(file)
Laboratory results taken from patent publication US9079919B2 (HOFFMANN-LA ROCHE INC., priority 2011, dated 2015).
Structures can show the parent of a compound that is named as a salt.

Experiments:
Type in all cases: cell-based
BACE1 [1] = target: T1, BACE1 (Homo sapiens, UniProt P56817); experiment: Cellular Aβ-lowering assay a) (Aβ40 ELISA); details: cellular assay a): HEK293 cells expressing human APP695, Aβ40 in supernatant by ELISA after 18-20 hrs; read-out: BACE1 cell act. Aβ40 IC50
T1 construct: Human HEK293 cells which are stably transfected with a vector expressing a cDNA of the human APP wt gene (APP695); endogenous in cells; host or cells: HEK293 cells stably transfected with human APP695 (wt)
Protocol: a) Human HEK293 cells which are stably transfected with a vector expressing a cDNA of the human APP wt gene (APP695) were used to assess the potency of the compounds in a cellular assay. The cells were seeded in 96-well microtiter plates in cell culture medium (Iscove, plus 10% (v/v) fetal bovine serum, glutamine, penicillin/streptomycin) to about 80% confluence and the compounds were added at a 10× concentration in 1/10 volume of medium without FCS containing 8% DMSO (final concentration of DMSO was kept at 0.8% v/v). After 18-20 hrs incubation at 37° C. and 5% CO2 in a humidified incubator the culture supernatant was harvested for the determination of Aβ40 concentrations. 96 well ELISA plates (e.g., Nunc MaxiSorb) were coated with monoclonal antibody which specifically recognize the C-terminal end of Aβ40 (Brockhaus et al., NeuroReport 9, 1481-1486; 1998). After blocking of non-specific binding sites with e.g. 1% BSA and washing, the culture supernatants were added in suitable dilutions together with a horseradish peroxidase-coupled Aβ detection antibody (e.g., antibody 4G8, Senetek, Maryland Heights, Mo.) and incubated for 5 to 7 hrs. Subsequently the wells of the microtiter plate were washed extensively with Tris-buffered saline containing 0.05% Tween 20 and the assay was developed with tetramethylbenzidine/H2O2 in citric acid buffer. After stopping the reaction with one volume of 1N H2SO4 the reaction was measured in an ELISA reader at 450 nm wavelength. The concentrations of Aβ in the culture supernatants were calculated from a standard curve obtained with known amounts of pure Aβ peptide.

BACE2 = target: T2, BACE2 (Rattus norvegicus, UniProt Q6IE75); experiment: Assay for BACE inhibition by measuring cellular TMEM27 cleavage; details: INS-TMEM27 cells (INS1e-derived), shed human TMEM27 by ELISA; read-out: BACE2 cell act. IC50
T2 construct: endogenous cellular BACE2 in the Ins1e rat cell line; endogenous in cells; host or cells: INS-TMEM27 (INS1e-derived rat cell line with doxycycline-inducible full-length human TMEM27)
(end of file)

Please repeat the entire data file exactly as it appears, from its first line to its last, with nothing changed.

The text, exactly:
Laboratory results taken from patent publication US9079919B2 (HOFFMANN-LA ROCHE INC., priority 2011, dated 2015).
Structures can show the parent of a compound that is named as a salt.

Experiments:
Type in all cases: cell-based
BACE1 [1] = target: T1, BACE1 (Homo sapiens, UniProt P56817); experiment: Cellular Aβ-lowering assay a) (Aβ40 ELISA); details: cellular assay a): HEK293 cells expressing human APP695, Aβ40 in supernatant by ELISA after 18-20 hrs; read-out: BACE1 cell act. Aβ40 IC50
T1 construct: Human HEK293 cells which are stably transfected with a vector expressing a cDNA of the human APP wt gene (APP695); endogenous in cells; host or cells: HEK293 cells stably transfected with human APP695 (wt)
Protocol: a) Human HEK293 cells which are stably transfected with a vector expressing a cDNA of the human APP wt gene (APP695) were used to assess the potency of the compounds in a cellular assay. The cells were seeded in 96-well microtiter plates in cell culture medium (Iscove, plus 10% (v/v) fetal bovine serum, glutamine, penicillin/streptomycin) to about 80% confluence and the compounds were added at a 10× concentration in 1/10 volume of medium without FCS containing 8% DMSO (final concentration of DMSO was kept at 0.8% v/v). After 18-20 hrs incubation at 37° C. and 5% CO2 in a humidified incubator the culture supernatant was harvested for the determination of Aβ40 concentrations. 96 well ELISA plates (e.g., Nunc MaxiSorb) were coated with monoclonal antibody which specifically recognize the C-terminal end of Aβ40 (Brockhaus et al., NeuroReport 9, 1481-1486; 1998). After blocking of non-specific binding sites with e.g. 1% BSA and washing, the culture supernatants were added in suitable dilutions together with a horseradish peroxidase-coupled Aβ detection antibody (e.g., antibody 4G8, Senetek, Maryland Heights, Mo.) and incubated for 5 to 7 hrs. Subsequently the wells of the microtiter plate were washed extensively with Tris-buffered saline containing 0.05% Tween 20 and the assay was developed with tetramethylbenzidine/H2O2 in citric acid buffer. After stopping the reaction with one volume of 1N H2SO4 the reaction was measured in an ELISA reader at 450 nm wavelength. The concentrations of Aβ in the culture supernatants were calculated from a standard curve obtained with known amounts of pure Aβ peptide.

BACE2 = target: T2, BACE2 (Rattus norvegicus, UniProt Q6IE75); experiment: Assay for BACE inhibition by measuring cellular TMEM27 cleavage; details: INS-TMEM27 cells (INS1e-derived), shed human TMEM27 by ELISA; read-out: BACE2 cell act. IC50
T2 construct: endogenous cellular BACE2 in the Ins1e rat cell line; endogenous in cells; host or cells: INS-TMEM27 (INS1e-derived rat cell line with doxycycline-inducible full-length human TMEM27)